Unlike other pro sports, where sturdy running backs might last a decade and NBA teams flip half of their rosters every three years, golf has an inherent consistency to its constituency, you might say. A 25-year career on the PGA Tour isn’t all that uncommon. Although a fair number of veterans might lose their full-time playing privileges at least once during that stretch, there are still opportunities every season to tee it up for the big bucks. Once status is earned, it never will be revoked.
In that sense, such job security breeds familiarity, but the pro game always has been a star-driven enterprise, although the turnover rate among those in the top tier is also relatively low. There simply aren’t many people on this earth who can shoot a week’s worth of 65s on a 7,400-yard golf course with $9 million on the line, a trait that does a superb job of separating the Tour’s elite from its rank-and-file.
The following six players have been stars for a significant portion of their careers. All six have participated in multiple Ryder Cups. Five of them are major champions; the other has finished second or third at each of the Big Four. As 2020 yields to 2021, all six find themselves at the competitive crossroads, searching for answers after exceptionally poor seasons. Stardom offers a man lots of things, but a lifetime guarantee isn’t one of them.
At the game’s ultimate level, the better a player becomes, the harder it gets.
Justin Rose: He tumbled from eighth to 33rd in the Official World Golf Ranking after a rough 2020, when he missed nine cuts in 19 starts and failed to make it past the first round of the FedEx Cup playoffs. Less than two years ago, Rose held the No. 1 spot in the world ranking. His ball-striking since has declined dramatically, as one of the game’s best iron players – the 40-year-old Englishman ranked 41st or better in greens in regulation from 2011 through 2018 – fell to 148th in 2019, then a ghastly 182nd last season. If you don’t hit greens, you don’t make birdies. If you don’t make birdies, you don’t make Ryder Cup teams.
Keegan Bradley: Talk about wacky careers. As one of very few players to win a major title (2011 PGA) during his first year in the big leagues, Bradley, 34, was a bona fide star until the end of 2013, the year in which the anchoring ban was announced. When the rule went into effect in 2016, Bradley fell apart, dropping outside the top 100 in the OWGR while enduring perhaps the worst putting season in Tour history. Two years later, he came out of nowhere to beat a premium field at the second playoff event. Over the past 27 months, however, that same guy once again has vanished into the competitive ether, collecting just two top-fives in a whopping 64 starts. Would the real Keegan Bradley please stand up? Perhaps he’s lying low for a reason. His current rank (129th) is his lowest in a decade, and if you thought his ’16 putting stats were bad, you should see the numbers over the last two seasons. A good player with a bad allergy to really short grass.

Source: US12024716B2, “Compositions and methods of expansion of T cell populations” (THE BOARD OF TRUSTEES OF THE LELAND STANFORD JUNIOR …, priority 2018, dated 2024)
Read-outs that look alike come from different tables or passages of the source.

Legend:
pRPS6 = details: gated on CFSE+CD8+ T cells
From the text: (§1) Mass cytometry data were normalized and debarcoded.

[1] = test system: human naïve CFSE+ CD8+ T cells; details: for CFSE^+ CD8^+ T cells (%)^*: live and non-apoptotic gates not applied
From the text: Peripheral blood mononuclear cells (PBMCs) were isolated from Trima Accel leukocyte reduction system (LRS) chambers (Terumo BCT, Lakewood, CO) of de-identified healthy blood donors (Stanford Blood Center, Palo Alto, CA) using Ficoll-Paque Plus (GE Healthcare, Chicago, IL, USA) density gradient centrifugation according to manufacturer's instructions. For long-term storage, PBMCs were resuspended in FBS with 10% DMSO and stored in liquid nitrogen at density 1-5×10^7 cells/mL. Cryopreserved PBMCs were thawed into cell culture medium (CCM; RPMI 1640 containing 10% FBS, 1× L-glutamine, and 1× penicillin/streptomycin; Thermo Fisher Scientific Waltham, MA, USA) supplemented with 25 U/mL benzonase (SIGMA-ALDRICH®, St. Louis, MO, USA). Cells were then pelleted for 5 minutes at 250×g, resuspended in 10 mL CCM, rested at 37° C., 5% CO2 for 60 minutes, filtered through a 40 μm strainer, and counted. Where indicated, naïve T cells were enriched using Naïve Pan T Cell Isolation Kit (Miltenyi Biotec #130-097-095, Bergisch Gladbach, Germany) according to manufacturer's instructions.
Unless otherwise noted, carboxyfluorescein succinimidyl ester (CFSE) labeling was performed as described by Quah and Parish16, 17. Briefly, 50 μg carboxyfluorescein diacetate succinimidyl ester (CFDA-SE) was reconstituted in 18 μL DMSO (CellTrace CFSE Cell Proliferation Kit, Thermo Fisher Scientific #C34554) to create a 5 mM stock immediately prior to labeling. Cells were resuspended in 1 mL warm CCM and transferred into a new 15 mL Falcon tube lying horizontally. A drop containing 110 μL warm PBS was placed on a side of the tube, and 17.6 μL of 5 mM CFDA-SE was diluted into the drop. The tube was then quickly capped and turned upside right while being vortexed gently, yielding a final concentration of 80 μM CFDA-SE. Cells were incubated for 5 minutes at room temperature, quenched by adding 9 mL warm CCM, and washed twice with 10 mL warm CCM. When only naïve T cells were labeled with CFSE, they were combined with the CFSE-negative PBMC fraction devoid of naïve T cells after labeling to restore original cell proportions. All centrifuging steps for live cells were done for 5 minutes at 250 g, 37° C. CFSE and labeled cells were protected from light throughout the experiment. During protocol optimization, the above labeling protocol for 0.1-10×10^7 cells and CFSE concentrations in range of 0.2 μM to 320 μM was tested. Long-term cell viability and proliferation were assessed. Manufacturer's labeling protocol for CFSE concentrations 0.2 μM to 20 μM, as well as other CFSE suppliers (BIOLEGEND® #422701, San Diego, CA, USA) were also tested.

Henrik Stenson: At age 44, he’s not a kid anymore, but after Stenson won the Hero World Challenge last December, there was no reason to believe he’d make 14 starts worldwide without a single top-20 finish in 2020. His six missed cuts included all three majors, the same number of MCs Stenson accumulated in a 28-major stretch in 2013-19. The Swede’s best performance this year probably occurred two weeks ago at the DP World Tour Championship, when he swiped Ian Poulter’s car keys, then posted a video of the prank (including Poulter’s angry reaction) on his Twitter account. Good stuff, Henny. Can you find your game?
Francesco Molinari: By no means was this project designed as a hit list for slumping Europeans, but the numbers speak for themselves. Molinari, 38, has fallen from sixth to 107th in the OWGR since his title defense at the 2019 British Open. He spent almost eight months hiding from the coronavirus at his family’s new home in California, limiting him to seven tournaments, all on the PGA Tour. He missed three cuts in four starts before the pandemic halted play and two of three cuts upon returning. To take things a bit further, Molinari has managed but two top-10s since firing a Sunday 64 to win at Bay Hill 21 months ago. That came at the Masters. The last one played in April, not November.
Jordan Spieth: No one’s struggles have been more deeply chronicled or examined, but then, no player in golf’s modern era has fallen so far, so fast, without an injury contributing to the demise. David Duval never won three major titles, much less before his 24th birthday. Johnny Miller rallied a couple of times after challenging Jack Nicklaus’ superiority in the mid-1970s, and if there’s reason to believe Spieth eventually will, too, it hasn’t come close to happening. He had just two top-10s in 20 starts in 2020, the best a T-9, and slid from 49th to 77th in the OWGR. His driving accuracy (181st) and GIR (190th) ranks never have been worse, and this past season, Spieth, 27, plummeted from second on the Tour in strokes gained putting to 105th. It’s hard not to root for the guy. At times, he’s even harder to watch.
Rickie Fowler: How bad did it get for the Tour’s favorite mortgage salesman? Fowler began 2020 with a T-5 at Kapalua and a T-10 in Palm Springs, then went 18 consecutive starts without another top 10. There were eight missed cuts along the way, six of which contributed to his failure to advance past the first round of the postseason. L’il Rickie, who recently turned 32, will celebrate the holidays at No. 52 in the OWGR, his lowest year-end rank in 11 full seasons as a pro. If potential is life’s greatest curse, Fowler has become Regan MacNeil in “The Exorcist,” and there’s not a priest in the house.
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